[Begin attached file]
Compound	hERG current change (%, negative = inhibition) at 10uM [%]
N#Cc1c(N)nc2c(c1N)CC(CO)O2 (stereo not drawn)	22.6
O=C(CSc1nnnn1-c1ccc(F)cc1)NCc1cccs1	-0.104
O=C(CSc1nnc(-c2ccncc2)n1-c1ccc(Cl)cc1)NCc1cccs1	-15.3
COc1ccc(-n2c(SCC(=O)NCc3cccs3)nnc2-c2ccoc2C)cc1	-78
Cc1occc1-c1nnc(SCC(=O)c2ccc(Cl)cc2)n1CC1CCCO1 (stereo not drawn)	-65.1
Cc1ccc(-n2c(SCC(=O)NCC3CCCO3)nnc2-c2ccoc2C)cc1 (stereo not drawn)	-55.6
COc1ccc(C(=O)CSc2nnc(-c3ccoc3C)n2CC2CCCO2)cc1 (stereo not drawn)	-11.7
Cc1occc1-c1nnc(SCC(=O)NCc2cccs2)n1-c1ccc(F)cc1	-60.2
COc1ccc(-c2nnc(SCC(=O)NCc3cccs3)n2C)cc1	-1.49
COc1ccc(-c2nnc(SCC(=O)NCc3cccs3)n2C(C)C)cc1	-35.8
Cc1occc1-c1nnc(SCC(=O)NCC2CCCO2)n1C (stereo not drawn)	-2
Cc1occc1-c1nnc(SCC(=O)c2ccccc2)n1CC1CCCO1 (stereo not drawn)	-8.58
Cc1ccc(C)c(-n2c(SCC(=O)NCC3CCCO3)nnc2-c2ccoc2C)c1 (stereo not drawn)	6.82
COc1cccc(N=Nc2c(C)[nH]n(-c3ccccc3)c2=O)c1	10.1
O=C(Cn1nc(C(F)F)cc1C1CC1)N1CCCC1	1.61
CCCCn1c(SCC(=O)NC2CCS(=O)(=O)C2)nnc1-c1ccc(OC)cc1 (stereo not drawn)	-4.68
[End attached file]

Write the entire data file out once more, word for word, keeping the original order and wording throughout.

Compound	hERG current change (%, negative = inhibition) at 10uM [%]
N#Cc1c(N)nc2c(c1N)CC(CO)O2 (stereo not drawn)	22.6
O=C(CSc1nnnn1-c1ccc(F)cc1)NCc1cccs1	-0.104
O=C(CSc1nnc(-c2ccncc2)n1-c1ccc(Cl)cc1)NCc1cccs1	-15.3
COc1ccc(-n2c(SCC(=O)NCc3cccs3)nnc2-c2ccoc2C)cc1	-78
Cc1occc1-c1nnc(SCC(=O)c2ccc(Cl)cc2)n1CC1CCCO1 (stereo not drawn)	-65.1
Cc1ccc(-n2c(SCC(=O)NCC3CCCO3)nnc2-c2ccoc2C)cc1 (stereo not drawn)	-55.6
COc1ccc(C(=O)CSc2nnc(-c3ccoc3C)n2CC2CCCO2)cc1 (stereo not drawn)	-11.7
Cc1occc1-c1nnc(SCC(=O)NCc2cccs2)n1-c1ccc(F)cc1	-60.2
COc1ccc(-c2nnc(SCC(=O)NCc3cccs3)n2C)cc1	-1.49
COc1ccc(-c2nnc(SCC(=O)NCc3cccs3)n2C(C)C)cc1	-35.8
Cc1occc1-c1nnc(SCC(=O)NCC2CCCO2)n1C (stereo not drawn)	-2
Cc1occc1-c1nnc(SCC(=O)c2ccccc2)n1CC1CCCO1 (stereo not drawn)	-8.58
Cc1ccc(C)c(-n2c(SCC(=O)NCC3CCCO3)nnc2-c2ccoc2C)c1 (stereo not drawn)	6.82
COc1cccc(N=Nc2c(C)[nH]n(-c3ccccc3)c2=O)c1	10.1
O=C(Cn1nc(C(F)F)cc1C1CC1)N1CCCC1	1.61
CCCCn1c(SCC(=O)NC2CCS(=O)(=O)C2)nnc1-c1ccc(OC)cc1 (stereo not drawn)	-4.68